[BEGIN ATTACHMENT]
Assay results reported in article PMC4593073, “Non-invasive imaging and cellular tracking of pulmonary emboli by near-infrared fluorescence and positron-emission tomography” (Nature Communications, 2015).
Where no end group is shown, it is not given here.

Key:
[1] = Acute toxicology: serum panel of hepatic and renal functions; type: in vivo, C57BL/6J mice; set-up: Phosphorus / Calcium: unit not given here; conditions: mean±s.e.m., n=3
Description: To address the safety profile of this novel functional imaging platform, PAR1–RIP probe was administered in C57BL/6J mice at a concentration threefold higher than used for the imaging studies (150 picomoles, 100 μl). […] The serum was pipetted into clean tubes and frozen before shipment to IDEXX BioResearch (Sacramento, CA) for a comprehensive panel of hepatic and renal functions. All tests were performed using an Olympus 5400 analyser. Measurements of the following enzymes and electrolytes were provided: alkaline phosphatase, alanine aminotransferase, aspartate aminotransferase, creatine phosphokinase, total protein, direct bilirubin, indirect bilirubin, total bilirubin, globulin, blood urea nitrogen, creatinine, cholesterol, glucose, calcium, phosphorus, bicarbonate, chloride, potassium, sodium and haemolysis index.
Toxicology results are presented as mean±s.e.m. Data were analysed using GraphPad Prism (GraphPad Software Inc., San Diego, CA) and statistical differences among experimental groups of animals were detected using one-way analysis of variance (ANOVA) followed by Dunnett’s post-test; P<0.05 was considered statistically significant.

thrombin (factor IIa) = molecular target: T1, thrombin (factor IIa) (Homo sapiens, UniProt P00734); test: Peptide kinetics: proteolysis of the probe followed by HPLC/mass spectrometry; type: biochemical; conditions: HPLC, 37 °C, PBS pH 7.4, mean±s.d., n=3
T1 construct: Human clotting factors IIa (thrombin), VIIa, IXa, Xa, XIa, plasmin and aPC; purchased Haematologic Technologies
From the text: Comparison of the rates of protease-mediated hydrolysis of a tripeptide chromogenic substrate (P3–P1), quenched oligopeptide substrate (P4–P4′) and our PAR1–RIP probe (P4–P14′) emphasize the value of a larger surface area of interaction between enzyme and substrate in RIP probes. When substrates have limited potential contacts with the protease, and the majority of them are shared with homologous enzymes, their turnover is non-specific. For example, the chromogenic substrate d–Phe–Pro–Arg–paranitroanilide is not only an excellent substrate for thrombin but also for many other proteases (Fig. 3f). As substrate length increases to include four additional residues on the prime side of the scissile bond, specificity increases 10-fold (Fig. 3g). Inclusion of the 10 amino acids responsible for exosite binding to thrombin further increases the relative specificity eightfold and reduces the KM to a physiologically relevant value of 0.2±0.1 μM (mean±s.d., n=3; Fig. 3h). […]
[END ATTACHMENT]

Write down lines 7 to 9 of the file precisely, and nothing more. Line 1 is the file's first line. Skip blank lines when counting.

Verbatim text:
thrombin (factor IIa) = molecular target: T1, thrombin (factor IIa) (Homo sapiens, UniProt P00734); test: Peptide kinetics: proteolysis of the probe followed by HPLC/mass spectrometry; type: biochemical; conditions: HPLC, 37 °C, PBS pH 7.4, mean±s.d., n=3
T1 construct: Human clotting factors IIa (thrombin), VIIa, IXa, Xa, XIa, plasmin and aPC; purchased Haematologic Technologies
From the text: Comparison of the rates of protease-mediated hydrolysis of a tripeptide chromogenic substrate (P3–P1), quenched oligopeptide substrate (P4–P4′) and our PAR1–RIP probe (P4–P14′) emphasize the value of a larger surface area of interaction between enzyme and substrate in RIP probes. When substrates have limited potential contacts with the protease, and the majority of them are shared with homologous enzymes, their turnover is non-specific. For example, the chromogenic substrate d–Phe–Pro–Arg–paranitroanilide is not only an excellent substrate for thrombin but also for many other proteases (Fig. 3f). As substrate length increases to include four additional residues on the prime side of the scissile bond, specificity increases 10-fold (Fig. 3g). Inclusion of the 10 amino acids responsible for exosite binding to thrombin further increases the relative specificity eightfold and reduces the KM to a physiologically relevant value of 0.2±0.1 μM (mean±s.d., n=3; Fig. 3h). […]